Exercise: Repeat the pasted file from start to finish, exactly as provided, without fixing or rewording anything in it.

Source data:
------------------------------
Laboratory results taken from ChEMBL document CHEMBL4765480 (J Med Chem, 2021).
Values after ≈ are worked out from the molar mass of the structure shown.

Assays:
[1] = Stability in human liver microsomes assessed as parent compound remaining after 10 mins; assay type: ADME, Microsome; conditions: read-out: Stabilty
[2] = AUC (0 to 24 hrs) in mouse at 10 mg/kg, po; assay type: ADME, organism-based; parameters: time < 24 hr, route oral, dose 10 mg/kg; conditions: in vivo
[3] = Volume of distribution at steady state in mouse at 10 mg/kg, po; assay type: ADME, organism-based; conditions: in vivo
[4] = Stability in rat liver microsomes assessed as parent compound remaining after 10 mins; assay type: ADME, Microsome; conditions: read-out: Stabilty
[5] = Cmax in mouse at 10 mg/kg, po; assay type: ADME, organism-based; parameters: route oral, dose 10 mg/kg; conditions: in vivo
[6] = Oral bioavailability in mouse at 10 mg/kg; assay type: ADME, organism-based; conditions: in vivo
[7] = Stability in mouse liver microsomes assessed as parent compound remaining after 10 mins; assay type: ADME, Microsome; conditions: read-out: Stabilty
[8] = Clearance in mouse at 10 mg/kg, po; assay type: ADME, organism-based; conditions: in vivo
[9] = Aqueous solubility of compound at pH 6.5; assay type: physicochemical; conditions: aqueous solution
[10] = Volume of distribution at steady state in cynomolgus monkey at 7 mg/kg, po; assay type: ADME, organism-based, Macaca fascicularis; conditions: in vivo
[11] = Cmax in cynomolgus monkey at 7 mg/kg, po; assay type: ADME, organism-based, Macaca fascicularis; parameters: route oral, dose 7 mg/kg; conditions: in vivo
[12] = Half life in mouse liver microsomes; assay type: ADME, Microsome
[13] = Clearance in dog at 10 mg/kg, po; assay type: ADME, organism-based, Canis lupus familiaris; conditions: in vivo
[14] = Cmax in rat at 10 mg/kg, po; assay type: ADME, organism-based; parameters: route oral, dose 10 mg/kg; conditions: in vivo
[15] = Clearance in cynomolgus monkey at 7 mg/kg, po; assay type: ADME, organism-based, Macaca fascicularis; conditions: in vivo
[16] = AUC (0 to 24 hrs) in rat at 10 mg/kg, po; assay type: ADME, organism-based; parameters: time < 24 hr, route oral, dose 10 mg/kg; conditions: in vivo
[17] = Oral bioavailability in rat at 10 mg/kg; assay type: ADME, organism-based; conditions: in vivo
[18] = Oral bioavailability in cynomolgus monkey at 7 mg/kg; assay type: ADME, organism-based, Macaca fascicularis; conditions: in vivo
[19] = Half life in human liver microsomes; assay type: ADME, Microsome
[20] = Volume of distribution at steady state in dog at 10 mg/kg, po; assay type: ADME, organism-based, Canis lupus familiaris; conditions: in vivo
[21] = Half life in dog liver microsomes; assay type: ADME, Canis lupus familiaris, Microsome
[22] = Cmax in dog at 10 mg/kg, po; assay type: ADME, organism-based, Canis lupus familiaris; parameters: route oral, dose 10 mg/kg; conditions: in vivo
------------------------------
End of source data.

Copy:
Laboratory results taken from ChEMBL document CHEMBL4765480 (J Med Chem, 2021).
Values after ≈ are worked out from the molar mass of the structure shown.

Assays:
[1] = Stability in human liver microsomes assessed as parent compound remaining after 10 mins; assay type: ADME, Microsome; conditions: read-out: Stabilty
[2] = AUC (0 to 24 hrs) in mouse at 10 mg/kg, po; assay type: ADME, organism-based; parameters: time < 24 hr, route oral, dose 10 mg/kg; conditions: in vivo
[3] = Volume of distribution at steady state in mouse at 10 mg/kg, po; assay type: ADME, organism-based; conditions: in vivo
[4] = Stability in rat liver microsomes assessed as parent compound remaining after 10 mins; assay type: ADME, Microsome; conditions: read-out: Stabilty
[5] = Cmax in mouse at 10 mg/kg, po; assay type: ADME, organism-based; parameters: route oral, dose 10 mg/kg; conditions: in vivo
[6] = Oral bioavailability in mouse at 10 mg/kg; assay type: ADME, organism-based; conditions: in vivo
[7] = Stability in mouse liver microsomes assessed as parent compound remaining after 10 mins; assay type: ADME, Microsome; conditions: read-out: Stabilty
[8] = Clearance in mouse at 10 mg/kg, po; assay type: ADME, organism-based; conditions: in vivo
[9] = Aqueous solubility of compound at pH 6.5; assay type: physicochemical; conditions: aqueous solution
[10] = Volume of distribution at steady state in cynomolgus monkey at 7 mg/kg, po; assay type: ADME, organism-based, Macaca fascicularis; conditions: in vivo
[11] = Cmax in cynomolgus monkey at 7 mg/kg, po; assay type: ADME, organism-based, Macaca fascicularis; parameters: route oral, dose 7 mg/kg; conditions: in vivo
[12] = Half life in mouse liver microsomes; assay type: ADME, Microsome
[13] = Clearance in dog at 10 mg/kg, po; assay type: ADME, organism-based, Canis lupus familiaris; conditions: in vivo
[14] = Cmax in rat at 10 mg/kg, po; assay type: ADME, organism-based; parameters: route oral, dose 10 mg/kg; conditions: in vivo
[15] = Clearance in cynomolgus monkey at 7 mg/kg, po; assay type: ADME, organism-based, Macaca fascicularis; conditions: in vivo
[16] = AUC (0 to 24 hrs) in rat at 10 mg/kg, po; assay type: ADME, organism-based; parameters: time < 24 hr, route oral, dose 10 mg/kg; conditions: in vivo
[17] = Oral bioavailability in rat at 10 mg/kg; assay type: ADME, organism-based; conditions: in vivo
[18] = Oral bioavailability in cynomolgus monkey at 7 mg/kg; assay type: ADME, organism-based, Macaca fascicularis; conditions: in vivo
[19] = Half life in human liver microsomes; assay type: ADME, Microsome
[20] = Volume of distribution at steady state in dog at 10 mg/kg, po; assay type: ADME, organism-based, Canis lupus familiaris; conditions: in vivo
[21] = Half life in dog liver microsomes; assay type: ADME, Canis lupus familiaris, Microsome
[22] = Cmax in dog at 10 mg/kg, po; assay type: ADME, organism-based, Canis lupus familiaris; parameters: route oral, dose 10 mg/kg; conditions: in vivo